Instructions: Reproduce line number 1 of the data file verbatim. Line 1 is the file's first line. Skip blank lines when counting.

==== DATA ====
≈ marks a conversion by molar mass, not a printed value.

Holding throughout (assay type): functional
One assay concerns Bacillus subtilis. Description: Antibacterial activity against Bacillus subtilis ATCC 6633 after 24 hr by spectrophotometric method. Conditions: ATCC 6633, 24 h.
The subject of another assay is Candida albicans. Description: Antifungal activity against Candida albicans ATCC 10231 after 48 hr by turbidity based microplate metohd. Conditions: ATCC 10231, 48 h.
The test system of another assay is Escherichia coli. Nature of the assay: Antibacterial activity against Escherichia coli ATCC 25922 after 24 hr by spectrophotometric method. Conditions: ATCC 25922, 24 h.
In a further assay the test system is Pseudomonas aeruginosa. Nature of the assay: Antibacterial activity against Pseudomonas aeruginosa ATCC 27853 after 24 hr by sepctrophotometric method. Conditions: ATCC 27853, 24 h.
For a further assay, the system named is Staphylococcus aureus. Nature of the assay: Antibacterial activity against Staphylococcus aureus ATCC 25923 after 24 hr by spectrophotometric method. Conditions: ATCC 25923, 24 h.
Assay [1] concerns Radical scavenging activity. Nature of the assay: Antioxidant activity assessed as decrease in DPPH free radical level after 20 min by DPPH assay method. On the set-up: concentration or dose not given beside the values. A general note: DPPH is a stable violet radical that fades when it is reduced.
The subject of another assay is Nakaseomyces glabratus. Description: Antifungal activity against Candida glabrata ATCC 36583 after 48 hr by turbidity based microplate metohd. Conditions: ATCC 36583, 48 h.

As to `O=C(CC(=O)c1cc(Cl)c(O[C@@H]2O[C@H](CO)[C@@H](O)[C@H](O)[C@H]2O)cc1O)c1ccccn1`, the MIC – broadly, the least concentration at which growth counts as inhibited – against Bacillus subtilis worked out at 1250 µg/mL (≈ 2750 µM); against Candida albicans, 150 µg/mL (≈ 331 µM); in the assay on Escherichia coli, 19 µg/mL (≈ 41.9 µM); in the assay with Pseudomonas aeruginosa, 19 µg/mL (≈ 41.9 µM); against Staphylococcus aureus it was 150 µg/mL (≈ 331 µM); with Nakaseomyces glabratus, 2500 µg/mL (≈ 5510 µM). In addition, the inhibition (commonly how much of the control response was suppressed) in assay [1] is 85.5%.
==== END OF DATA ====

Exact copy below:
≈ marks a conversion by molar mass, not a printed value.